The Fumpa Pump is simultaneously an incredibly useful machine that could be the future of bicycle pumps, and a completely frivolous, expensive chunk of luxury stupidity. Bar a few niggles it’s practical and convenient, but it doesn’t do anything a track pump – or a 12V compressor – doesn’t do (for a lot less money).
The Fumpa pump is essentially a lithium-ion powered compressor for filling tyres up to a maximum of 120psi, via either a Presta or Schrader valve. It’s relatively small (42x73x87mm), weighs 370g and is rechargeable via a micro-USB cable. That sleek, modern cuboid design makes it easy to hold, use and store.
It's quick and easy to use. Slide the switch to 'on,' hold the head onto the valve and press the button under the digital display. Done. If you want to know how quick it is, I timed these tubeless tyres from flat:
- 27.5" Maxxis Minion DHF 2.5” with Cushcore (31mm rim) – 21 secs to 19psi
- 27.5" Specialized BLK DMND Butcher 2.6” (30mm rim) – 26 secs to 19psi
- 700c Kenda Flintridge 40c (24mm rim) – 26 secs to 30psi
As you can see, these aren’t shabby times at all; faster than I’d achieve than with a large volume track pump, and with considerably less effort. It’s worth noting that these tyres were already up on the rim, though – my attempts to seat a bead failed, as the Fumpa Pump couldn’t push air into the tyre fast enough to overwhelm the leaks.
Another downside is the noise. It's loud enough to hear from outside when you're inside with the windows and door shut. Oh, and it gets hot too. Up to about 30 seconds of use just gets it warm, but keep pumping and the valve head you're holding gets pretty toasty. Fumpa says the pump has a thermal cutout to prevent overheating, but all this heat and noise suggest the thing isn't very efficient at turning electrical current into airflow.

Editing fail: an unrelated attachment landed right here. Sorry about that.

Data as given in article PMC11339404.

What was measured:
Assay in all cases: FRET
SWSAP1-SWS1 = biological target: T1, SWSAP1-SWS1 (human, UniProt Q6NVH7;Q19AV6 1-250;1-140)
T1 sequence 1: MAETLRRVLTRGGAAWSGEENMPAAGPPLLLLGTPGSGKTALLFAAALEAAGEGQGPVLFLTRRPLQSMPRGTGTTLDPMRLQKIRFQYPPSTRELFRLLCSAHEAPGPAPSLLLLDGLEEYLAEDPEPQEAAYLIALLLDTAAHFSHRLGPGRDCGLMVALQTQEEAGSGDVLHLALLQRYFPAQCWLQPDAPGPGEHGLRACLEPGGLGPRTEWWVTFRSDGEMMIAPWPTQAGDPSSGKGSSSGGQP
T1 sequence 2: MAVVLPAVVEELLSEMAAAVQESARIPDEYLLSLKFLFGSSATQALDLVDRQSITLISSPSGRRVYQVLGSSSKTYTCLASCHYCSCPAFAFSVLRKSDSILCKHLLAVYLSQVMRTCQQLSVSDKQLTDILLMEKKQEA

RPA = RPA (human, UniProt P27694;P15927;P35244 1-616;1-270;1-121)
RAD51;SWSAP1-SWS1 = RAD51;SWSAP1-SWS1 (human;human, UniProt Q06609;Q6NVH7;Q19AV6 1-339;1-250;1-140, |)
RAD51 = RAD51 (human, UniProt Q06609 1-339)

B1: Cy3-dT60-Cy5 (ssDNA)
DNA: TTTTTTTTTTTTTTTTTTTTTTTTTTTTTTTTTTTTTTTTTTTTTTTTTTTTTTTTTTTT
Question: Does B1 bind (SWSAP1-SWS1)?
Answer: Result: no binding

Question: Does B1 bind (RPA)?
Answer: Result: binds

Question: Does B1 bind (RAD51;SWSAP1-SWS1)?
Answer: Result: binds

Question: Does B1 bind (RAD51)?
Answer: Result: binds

As it gets hot it also wildly overestimates the pressure in the tyre by at least 60psi, which isn't very helpful. In fact, the Fumpa overestimates the whole time air is actually pumping, whatever the temperature. It's high by around 2-3psi from cold, so getting an accurate reading means constantly stopping the pump (it's always accurate with no airflow).
It’s not a massive deal, considering the Fumpa combines two devices and negates the need for a separate gauge, but at £150 you might expect better.
There are other irritations. There's no automatic shutdown, and if you forget to switch it off you rapidly lose charge, which can obviously spoil the whole thing. Also, the head won't clamp or screw onto the valve, the way pretty much every other pump does, so you have to hold it (no matter how hot it gets...). Oh, and our valve head came loose from the tube, though retightening seems to have fixed that.
The Fumpa can inflate around 10 large-volume 27.5" trail tyres before the battery dies. A full recharge takes about four hours, but measuring this, too, is a faff. There's no easy indicator, so you're forced to disconnect the charger, switch on the Fumpa, then wait for the display to flash up ‘Bat’ and then – you hope – ‘100’. Obviously this number is the percentage of charge.
Despite all this, the Fumpa pump is seriously handy. It combines a no-effort pump with a precise pressure gauge, all in a small package that makes it perfect for travel. It's been entirely reliable for the three month test, and I used it every time I rode during that time.
I’ve struggled with this review more than any review in a long while. It took me ages to decide what I really thought of the Fumpa pump. As a device it’s small, quick to use, reliable and genuinely handy, despite its flaws... but as a test unit, my use of it is also free.
As a £150 purchase, those flaws are considerably more important, and it really doesn't help that the Fumpa pump is fundamentally surplus to requirements to start with. Add in that it's not quite powerful enough to seat tubeless tyres (so you still need a track pump), it's easy to accidentally drain the battery (so now you've got a flat tyre and a flat pump...) and that the valve head works like the ones on a garage forecourt (so now you've got arm pump) and the numbers really don't add up.
With more efficient / less hot and noisy innards, a better valve head and a refined user experience, the Fumpa pump would be... still completely unnecessary. But it would also be even more useful, attractive and satisfying than it is now.
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